HAMBURG, N.Y. (WIVB) – The attorney for Bernard Grucza, who plead guilty to manslaughter in the stabbing death of Hamburg Toys R Us manager Larry Wells on Monday, says his client never intended to kill Wells. The attorney said Grucza was in the store in June to steal money to support his family, and stabbed Wells after unexpectedly encountering him.
In the weeks following the killing, the 39-year-old went on to burglarize at least three other Toys R Us stores, prosecutors revealed. In federal court Tuesday morning, Grucza pleaded guilty to a weapons charge unrelated to the Toys R Us homicide. As a part of his plea, Grucza agreed to pay Toys R Us $223,000 in restitution. In return, he will not be charged for the burglaries.
Before the Erie County District Attorney agreed to allow the Toys R Us killer to plead guilty to manslaughter instead of murder, Frank Sedita teamed up with U.S. Attorney William Hochul.
Grucza was facing an unrelated weapons charge in federal court, and in its investigation, the FBI learned Grucza had been stealing merchandise from Toys R Us then selling it on eBay for years.
“Because of the FBI’s investigation, they were able to determine $191,000 worth of stolen merchandise was sold on eBay,” said Timothy Lynch, the Assistant U.S. Attorney in charge of the case.
So in order to accept his guilty plea to manslaughter and his guilty plea to the federal weapons charge, investigators made Grucza first admit to the entire scope of his theft. It turns out he burglarized three stores in Pennsylvania in the months after he stabbed Larry Wells to death.
“In this case Grucza was the loss prevention manager, so he was uniquely well-suited to rip the company he was employed off,” Hochul said.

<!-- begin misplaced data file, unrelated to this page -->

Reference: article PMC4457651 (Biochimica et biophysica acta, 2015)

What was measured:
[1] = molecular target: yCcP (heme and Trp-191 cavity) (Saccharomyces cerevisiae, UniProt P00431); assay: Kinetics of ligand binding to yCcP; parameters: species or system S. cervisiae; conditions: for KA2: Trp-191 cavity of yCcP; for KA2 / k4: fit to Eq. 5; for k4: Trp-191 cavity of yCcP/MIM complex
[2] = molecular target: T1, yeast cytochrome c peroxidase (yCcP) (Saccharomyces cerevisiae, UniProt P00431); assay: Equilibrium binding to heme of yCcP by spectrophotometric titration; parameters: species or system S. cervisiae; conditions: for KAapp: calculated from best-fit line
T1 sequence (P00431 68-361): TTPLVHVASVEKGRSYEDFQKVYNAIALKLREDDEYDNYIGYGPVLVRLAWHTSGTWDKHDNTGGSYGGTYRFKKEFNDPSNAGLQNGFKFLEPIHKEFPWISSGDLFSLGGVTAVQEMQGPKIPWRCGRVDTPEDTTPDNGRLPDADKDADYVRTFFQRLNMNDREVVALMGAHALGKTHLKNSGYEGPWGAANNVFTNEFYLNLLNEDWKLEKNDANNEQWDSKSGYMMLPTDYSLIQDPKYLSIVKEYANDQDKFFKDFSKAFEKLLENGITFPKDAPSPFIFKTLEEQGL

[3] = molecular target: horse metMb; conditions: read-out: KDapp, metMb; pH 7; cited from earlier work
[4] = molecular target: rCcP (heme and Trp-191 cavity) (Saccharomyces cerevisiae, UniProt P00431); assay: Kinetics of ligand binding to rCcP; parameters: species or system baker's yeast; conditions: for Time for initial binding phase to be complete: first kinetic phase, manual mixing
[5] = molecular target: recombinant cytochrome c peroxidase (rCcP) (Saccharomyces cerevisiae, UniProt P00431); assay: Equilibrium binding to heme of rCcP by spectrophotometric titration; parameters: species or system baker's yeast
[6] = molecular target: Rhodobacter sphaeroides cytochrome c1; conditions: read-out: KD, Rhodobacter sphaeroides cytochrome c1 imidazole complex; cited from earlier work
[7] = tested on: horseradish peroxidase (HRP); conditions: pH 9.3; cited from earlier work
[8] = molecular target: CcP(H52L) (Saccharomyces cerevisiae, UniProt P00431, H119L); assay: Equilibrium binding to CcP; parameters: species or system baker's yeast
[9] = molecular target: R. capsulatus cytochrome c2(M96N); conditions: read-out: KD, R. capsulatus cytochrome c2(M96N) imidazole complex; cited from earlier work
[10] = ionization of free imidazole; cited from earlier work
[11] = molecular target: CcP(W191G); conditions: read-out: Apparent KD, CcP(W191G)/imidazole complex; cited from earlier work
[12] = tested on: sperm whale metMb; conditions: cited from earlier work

Hamburg Police said they extensively investigated whether prior theft was a motive for the murder. Did Larry Wells discover Bernard Grucza was stealing merchandise? Did Grucza kill him to prevent Wells from reporting him? Police said they never found a link to prove that theory.
Many other questions remain unanswered, such as whether Grucza happened to burglarize the Pennylvania stores wearing a disguise and holding a knife, like the day he killed Wells. Grucza’s attorney insists his client went there not to kill, but simply to steal.
Federal prosecutors would only say Grucza told them how he broke in and how he stole from the other stores. He agreed to pay Toys R Us $223,000 in restitution. And in return, he will not be charged with those burglaries and thefts.
Prosecutors said they would not pursue charges against Grucza’s wife, and they would not expand on whether she was aware of or participated in the eBay scheme.
Grucza’s attorney said his client does not have a quarter of a million dollars available to pay. However, the Gruczas do own a 3500-square foot home in East Aurora.
For the weapons charge, Grucza admitted he lied online when buying a gun and lied to a gun broker, saying he was someone else. The recommended sentence is 18-24 months, which will run concurrently with his sentence for first-degree manslaughter.
He will be sentenced in May on one charge and July on the other.